[Show abstract][Hide abstract] ABSTRACT: Suicidality is a health concern in patients with schizophrenia. We examined the hypotheses: (1) Middle aged and older patients with schizophrenia, depressive symptoms and suicidality would exhibit worse quality of life and worse everyday functioning, social skills and medication management relative to those without suicidality; (2) higher levels of suicidality would be significantly associated with worse functioning, worse quality of life and older age.
We examined 146 outpatients with schizophrenia and depression. Patients were at least 40 years old and were diagnosed with schizophrenia or schizoaffective disorder and had two or more depressive symptoms based on DSM-IV criteria for major depression. We assessed suicidality with the Intersept Suicide Scale (ISS) and functioning with the UCSD Performance-based Skills Assessment (UPSA), Social Skills Performance Assessment (SSPA), and Medication Management Ability Assessment (MMAA). Quality of life was assessed with the Heinrichs Quality of Life Scale (QLS).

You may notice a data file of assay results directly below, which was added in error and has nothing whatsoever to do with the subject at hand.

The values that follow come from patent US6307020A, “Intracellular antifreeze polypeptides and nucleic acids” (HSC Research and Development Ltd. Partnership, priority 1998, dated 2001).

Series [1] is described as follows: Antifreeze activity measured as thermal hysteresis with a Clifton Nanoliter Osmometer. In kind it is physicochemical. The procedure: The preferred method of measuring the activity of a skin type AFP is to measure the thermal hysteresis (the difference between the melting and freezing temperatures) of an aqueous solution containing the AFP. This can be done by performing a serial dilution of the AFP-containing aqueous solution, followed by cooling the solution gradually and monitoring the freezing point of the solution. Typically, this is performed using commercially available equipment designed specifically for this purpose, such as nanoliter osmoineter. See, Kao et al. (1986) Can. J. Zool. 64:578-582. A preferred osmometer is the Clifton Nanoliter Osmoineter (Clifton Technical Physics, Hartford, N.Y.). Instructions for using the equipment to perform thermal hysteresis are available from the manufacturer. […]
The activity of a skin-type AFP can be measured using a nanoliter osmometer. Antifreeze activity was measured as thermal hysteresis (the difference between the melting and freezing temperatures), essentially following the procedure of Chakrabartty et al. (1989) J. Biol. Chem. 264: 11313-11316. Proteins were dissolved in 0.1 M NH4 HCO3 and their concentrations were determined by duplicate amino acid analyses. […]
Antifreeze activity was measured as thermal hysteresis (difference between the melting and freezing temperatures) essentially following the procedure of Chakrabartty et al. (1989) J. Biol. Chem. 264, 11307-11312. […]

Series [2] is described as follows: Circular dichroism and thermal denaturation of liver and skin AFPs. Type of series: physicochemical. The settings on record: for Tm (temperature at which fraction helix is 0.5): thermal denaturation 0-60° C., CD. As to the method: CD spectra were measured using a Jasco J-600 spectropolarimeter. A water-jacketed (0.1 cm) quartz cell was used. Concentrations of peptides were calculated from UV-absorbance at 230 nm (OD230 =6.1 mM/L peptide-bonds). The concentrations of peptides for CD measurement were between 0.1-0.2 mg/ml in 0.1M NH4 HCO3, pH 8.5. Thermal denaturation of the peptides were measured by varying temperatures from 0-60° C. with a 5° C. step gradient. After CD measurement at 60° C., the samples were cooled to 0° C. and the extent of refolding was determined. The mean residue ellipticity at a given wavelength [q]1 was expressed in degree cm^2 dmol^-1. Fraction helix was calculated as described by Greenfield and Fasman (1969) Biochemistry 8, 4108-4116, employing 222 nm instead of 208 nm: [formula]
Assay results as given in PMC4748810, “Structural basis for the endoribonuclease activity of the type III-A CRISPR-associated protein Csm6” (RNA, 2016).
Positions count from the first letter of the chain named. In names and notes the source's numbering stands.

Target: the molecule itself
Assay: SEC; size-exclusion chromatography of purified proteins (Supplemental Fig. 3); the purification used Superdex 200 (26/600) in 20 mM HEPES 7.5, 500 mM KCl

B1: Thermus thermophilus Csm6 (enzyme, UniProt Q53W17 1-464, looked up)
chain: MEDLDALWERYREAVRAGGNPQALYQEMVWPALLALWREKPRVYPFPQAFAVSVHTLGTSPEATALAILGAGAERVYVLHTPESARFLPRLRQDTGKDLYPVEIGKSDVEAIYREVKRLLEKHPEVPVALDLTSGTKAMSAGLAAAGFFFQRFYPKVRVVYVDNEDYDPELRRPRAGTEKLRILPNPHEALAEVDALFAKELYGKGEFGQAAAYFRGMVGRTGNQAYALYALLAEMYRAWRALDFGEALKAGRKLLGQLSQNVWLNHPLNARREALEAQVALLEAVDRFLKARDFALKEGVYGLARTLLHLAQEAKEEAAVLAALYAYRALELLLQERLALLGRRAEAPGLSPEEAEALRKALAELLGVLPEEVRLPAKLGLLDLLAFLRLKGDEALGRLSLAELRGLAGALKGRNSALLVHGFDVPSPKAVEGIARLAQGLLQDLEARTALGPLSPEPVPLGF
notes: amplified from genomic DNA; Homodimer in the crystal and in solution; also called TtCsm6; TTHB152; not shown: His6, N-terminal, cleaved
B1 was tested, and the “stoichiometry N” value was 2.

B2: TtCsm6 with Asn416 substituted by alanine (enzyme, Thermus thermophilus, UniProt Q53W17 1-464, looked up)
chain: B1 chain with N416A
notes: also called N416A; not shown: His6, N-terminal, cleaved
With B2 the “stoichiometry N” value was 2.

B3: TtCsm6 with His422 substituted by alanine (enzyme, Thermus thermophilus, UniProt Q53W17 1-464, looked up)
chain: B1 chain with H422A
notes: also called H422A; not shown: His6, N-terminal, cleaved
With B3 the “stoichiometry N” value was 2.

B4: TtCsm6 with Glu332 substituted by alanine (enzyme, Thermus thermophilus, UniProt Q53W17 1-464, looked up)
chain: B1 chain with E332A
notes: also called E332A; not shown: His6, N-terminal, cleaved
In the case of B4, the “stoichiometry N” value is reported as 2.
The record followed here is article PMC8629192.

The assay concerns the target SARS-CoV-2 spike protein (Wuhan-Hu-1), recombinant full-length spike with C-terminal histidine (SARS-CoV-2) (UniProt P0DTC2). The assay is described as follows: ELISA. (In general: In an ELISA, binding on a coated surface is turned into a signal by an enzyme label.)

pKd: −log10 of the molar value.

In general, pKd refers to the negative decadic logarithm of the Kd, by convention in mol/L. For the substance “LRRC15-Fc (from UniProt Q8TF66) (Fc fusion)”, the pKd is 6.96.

The mean age of patients was 52.4+ 6.9 years. Subjects with suicidality (ISS scores > 0) had lower QLS scores compared to those without suicidality. However, there were no differences in UPSA, SSPA nor MMAA scores between the two groups. In addition, based on Spearman's rho correlational analysis, there were significant associations of QLS scores with ISS scores (r = - 0.236) and with MMAA "total errors" scores (r = 0.174). Logistic regression demonstrated that only QLS scores predicted suicidality.
Thirty-six percent of our sample had at least mild degrees of suicidality. Lower quality of life appears to be an important predictor of suicidality.
Full-text · Article · Dec 2007 · International Journal of Geriatric Psychiatry